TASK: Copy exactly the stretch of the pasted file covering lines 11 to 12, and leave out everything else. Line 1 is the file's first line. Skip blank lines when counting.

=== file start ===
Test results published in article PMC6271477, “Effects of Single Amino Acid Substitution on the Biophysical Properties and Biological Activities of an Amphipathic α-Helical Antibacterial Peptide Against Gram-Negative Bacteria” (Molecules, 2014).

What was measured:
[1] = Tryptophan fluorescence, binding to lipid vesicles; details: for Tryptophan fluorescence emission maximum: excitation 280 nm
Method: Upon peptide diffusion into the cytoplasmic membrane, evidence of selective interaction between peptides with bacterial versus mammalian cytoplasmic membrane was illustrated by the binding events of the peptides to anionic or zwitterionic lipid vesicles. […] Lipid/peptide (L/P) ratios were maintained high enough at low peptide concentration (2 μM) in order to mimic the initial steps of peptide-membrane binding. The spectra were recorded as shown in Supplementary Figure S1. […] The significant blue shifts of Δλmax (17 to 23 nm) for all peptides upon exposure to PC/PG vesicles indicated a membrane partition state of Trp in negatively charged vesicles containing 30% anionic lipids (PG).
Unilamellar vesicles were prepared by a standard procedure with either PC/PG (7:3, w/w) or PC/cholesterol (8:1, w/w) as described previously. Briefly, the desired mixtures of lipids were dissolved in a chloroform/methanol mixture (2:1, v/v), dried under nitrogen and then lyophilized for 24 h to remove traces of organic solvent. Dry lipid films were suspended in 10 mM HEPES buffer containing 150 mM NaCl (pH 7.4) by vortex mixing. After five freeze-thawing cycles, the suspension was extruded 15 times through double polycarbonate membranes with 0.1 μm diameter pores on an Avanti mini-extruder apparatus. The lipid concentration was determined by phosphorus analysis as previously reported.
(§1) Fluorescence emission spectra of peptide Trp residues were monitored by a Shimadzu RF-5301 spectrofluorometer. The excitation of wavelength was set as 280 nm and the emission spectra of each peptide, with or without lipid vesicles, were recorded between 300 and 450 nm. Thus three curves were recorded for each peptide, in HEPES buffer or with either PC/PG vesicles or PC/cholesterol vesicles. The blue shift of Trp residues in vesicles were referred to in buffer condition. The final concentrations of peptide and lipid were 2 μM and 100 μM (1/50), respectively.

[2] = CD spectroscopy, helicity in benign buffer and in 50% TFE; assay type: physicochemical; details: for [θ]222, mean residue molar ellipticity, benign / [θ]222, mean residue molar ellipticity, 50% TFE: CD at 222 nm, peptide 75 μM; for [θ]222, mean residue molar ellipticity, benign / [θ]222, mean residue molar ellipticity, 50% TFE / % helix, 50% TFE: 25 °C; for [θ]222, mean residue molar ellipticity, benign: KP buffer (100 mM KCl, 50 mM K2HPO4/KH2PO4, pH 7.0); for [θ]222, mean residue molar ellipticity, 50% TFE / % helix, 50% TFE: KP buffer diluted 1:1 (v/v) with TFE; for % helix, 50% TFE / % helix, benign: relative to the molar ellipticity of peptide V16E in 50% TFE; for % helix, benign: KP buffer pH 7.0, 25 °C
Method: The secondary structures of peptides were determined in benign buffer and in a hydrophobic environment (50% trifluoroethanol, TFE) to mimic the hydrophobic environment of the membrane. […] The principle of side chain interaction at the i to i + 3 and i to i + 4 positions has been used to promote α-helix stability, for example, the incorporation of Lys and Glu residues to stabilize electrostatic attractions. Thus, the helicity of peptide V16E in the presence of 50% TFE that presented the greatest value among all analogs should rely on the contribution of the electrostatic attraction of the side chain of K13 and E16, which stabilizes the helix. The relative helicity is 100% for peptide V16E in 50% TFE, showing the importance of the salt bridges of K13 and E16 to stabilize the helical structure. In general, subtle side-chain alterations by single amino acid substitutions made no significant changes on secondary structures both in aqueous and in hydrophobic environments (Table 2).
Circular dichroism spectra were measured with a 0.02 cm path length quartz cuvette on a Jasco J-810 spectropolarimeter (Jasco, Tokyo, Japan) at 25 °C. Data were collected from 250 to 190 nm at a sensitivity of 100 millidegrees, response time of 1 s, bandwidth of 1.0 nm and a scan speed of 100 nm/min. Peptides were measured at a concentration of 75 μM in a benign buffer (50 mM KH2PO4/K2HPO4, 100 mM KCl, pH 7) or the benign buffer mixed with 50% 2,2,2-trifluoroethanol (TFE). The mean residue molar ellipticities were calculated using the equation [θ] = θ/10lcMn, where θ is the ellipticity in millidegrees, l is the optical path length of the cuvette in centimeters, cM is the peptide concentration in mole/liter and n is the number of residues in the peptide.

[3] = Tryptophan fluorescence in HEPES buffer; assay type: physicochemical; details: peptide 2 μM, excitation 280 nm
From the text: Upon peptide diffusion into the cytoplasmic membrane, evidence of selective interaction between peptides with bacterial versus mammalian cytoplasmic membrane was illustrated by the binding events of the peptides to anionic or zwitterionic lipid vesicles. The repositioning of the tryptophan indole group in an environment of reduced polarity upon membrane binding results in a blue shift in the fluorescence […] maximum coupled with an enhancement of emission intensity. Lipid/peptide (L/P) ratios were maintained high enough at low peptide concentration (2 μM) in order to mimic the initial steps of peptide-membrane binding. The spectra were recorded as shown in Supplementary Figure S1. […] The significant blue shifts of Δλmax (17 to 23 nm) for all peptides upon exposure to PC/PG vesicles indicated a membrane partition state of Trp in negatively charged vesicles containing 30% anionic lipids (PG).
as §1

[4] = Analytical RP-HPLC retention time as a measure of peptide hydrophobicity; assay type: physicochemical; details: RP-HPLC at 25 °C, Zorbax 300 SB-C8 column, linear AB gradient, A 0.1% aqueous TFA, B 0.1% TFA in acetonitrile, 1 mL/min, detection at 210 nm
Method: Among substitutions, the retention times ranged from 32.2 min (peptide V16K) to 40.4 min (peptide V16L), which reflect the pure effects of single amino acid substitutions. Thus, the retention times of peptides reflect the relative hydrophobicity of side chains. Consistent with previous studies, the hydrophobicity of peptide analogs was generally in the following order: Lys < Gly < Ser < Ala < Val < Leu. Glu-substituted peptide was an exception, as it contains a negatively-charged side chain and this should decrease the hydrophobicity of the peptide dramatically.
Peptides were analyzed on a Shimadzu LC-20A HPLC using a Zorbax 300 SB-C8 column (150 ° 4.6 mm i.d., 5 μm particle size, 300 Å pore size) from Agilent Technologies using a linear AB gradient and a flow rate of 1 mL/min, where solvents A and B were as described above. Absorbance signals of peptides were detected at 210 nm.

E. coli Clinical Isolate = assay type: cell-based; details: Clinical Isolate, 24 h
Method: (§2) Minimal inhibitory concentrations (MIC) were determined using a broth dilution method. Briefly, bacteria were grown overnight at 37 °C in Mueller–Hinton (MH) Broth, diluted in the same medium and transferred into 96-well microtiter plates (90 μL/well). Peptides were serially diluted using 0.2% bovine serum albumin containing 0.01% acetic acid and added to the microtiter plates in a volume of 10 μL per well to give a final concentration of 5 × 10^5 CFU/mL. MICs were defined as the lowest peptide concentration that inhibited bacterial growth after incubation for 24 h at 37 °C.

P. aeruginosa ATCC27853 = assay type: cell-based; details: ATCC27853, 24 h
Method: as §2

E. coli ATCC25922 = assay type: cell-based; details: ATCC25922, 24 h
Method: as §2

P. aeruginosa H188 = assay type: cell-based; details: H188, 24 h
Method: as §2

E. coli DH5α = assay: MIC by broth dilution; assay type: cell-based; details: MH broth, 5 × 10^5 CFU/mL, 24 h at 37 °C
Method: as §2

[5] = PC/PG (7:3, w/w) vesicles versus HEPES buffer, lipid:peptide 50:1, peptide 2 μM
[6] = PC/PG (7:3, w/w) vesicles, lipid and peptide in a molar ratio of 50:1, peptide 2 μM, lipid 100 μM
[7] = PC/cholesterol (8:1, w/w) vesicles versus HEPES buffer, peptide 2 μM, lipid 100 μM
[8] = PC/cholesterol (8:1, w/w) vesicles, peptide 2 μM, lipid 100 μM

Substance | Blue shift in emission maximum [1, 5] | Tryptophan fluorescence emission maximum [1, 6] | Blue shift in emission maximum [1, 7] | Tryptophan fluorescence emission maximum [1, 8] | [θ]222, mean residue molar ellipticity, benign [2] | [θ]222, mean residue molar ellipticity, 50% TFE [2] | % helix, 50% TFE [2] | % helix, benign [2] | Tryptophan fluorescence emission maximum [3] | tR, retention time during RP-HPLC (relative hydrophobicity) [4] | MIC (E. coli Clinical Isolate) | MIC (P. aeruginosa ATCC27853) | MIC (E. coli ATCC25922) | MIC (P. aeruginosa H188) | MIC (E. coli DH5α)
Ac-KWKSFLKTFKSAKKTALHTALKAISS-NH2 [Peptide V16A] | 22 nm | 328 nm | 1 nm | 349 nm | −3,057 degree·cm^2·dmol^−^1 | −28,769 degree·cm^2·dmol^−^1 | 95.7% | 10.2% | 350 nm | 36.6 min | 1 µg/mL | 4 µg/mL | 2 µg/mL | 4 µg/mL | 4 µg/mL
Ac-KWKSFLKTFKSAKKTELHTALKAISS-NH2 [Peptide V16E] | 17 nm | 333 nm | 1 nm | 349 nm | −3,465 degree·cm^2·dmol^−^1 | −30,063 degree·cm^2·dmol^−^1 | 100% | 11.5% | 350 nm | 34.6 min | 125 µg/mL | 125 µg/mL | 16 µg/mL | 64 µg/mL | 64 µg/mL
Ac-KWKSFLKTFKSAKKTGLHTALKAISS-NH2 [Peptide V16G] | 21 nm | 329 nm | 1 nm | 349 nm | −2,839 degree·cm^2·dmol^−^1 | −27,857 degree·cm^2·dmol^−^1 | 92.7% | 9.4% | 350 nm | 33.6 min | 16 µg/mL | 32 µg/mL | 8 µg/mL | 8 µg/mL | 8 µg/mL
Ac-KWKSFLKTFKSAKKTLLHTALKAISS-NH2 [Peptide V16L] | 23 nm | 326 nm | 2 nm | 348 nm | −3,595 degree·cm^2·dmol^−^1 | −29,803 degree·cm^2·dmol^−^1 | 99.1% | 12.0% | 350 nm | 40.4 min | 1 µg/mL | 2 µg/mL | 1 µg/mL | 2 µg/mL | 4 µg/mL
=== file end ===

From the text: Upon peptide diffusion into the cytoplasmic membrane, evidence of selective interaction between peptides with bacterial versus mammalian cytoplasmic membrane was illustrated by the binding events of the peptides to anionic or zwitterionic lipid vesicles. The repositioning of the tryptophan indole group in an environment of reduced polarity upon membrane binding results in a blue shift in the fluorescence […] maximum coupled with an enhancement of emission intensity. Lipid/peptide (L/P) ratios were maintained high enough at low peptide concentration (2 μM) in order to mimic the initial steps of peptide-membrane binding. The spectra were recorded as shown in Supplementary Figure S1. […] The significant blue shifts of Δλmax (17 to 23 nm) for all peptides upon exposure to PC/PG vesicles indicated a membrane partition state of Trp in negatively charged vesicles containing 30% anionic lipids (PG).
as §1